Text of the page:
The Lilly Endowment was created in 1937 by J.K. Lilly Sr. and his two sons, J.K. Lilly Jr. and Eli Lilly, who also headed the pharmaceutical company Eli Lilly and Company. Although the endowment and the company are legally separate, the endowment remains a substantial shareholder in the company.
The endowment funds programs supporting American religion, center-right public policy groups, and charities in the Indianapolis area.
The Lilly Endowment was founded in 1937 by J.K. Lilly Sr. and his two sons, J.K. Lilly Jr. and Eli Lilly. J.K. Lilly Sr.’s father, also named Eli Lilly, founded the pharmaceutical firm Eli Lilly and Company in 1876. The second Eli Lilly ran the endowment for 40 years until his death in 1977. During that period, notes a history of the endowment, “the Lilly Endowment was essentially run out of Eli Lilly’s desk drawer…there was no systematic approach to the fund’s charitable contributions.” 
After the second Eli Lilly’s death in 1977, the Lilly Endowment began to diversify. It was an investor in the Hoosier Dome (later the RCA Dome), whose existence enabled the Baltimore Colts of the National Football League to move to Indianapolis in 1984. 
Eli Lilly and Company Stock Holdings
The endowment began to sell Eli Lilly and Company shares beginning in 2006. From September 2019 through January 2020, the endowment sold two million shares of the company for $450 million, but the endowment retained 11 percent of the company’s common stock.  The value of Eli Lilly shares increased by 52 percent between 2021 and 2022, leading the endowment to sell 1.3 million shares for $391.4 million. As of April 2022, 89.5 percent of the Lilly Endowment’s stock was in Eli Lilly common, and the strong performance of the company led Lilly Endowment assets to increase from $17 billion in 2019 to $21 billion in 2020.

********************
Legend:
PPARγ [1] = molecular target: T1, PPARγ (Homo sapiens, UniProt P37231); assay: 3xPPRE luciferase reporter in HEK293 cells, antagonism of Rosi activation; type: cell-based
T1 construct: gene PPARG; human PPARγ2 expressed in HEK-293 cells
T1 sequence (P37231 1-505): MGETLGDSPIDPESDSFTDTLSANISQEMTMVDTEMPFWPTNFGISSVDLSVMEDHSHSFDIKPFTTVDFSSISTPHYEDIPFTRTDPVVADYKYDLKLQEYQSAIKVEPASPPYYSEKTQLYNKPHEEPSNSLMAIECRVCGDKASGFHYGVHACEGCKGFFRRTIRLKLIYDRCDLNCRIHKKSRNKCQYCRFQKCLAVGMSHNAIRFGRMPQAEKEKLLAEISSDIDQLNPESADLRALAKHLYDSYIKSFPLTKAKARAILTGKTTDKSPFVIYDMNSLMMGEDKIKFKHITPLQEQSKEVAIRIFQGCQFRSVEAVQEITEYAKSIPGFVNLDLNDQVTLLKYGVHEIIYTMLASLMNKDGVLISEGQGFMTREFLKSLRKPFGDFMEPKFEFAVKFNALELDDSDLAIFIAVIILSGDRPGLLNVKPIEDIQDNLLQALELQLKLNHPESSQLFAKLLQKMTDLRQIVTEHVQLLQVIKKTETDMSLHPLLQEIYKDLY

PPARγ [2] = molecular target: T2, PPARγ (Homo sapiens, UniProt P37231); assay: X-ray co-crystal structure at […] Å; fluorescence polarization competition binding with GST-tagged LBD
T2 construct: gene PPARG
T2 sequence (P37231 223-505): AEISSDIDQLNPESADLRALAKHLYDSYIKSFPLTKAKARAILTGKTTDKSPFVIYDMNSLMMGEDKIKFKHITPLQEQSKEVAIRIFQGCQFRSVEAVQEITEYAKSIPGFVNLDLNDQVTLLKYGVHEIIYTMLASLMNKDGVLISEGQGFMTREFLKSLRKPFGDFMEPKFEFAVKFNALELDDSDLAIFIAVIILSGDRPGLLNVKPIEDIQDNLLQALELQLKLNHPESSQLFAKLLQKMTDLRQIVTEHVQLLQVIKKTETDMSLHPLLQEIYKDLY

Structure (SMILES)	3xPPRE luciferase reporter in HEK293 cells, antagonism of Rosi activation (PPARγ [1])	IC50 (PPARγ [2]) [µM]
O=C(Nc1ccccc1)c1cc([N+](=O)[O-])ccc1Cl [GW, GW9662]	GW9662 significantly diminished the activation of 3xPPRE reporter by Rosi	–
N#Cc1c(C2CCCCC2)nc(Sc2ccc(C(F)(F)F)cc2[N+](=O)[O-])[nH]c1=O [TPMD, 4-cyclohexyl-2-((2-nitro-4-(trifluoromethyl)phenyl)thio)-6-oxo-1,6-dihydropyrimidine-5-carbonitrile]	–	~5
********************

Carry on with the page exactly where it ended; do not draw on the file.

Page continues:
Support for Center-Right Public Policy
The Lilly Endowment has long been a supporter of center-right nonprofits. In a 2011 interview in Reason, George Mason University economist Walter Williams said that when he became chairman of the department in 1995 “there was considerable hostility” to hiring free-market economists, so he launched a successful drive to “raise money to hire people and subsidize hiring people.” Williams credited the Lilly Endowment and the Olin Foundation with giving the university support. 
Center-right organizations receiving more than $100,000 in Lilly Endowment grants in 2021 included the Atlas Network ($500,000), Fraser Institute ($300,000), Sagamore Institute ($250,000), Manhattan Institute ($200,000), Pacific Research Institute ($175,000), Federalist Society ($150,000), American Enterprise Institute ($100,000), and Philanthropy Roundtable ($100,000). 
Support for African-American Organizations
In 2020 the Lilly Endowment donated $100 million to the National Urban League for a multi-year study, in collaboration with the Indianapolis Urban League, about ways the lives of Black residents could be improved. 
In 2022, the Lilly Endowment donated $20 million to the National Trust for Historic Preservation’s African-American Cultural Heritage Action Fund for a program to preserve Black churches. Other contributors to this fund include the Ford, JPB, and Mellon Foundations.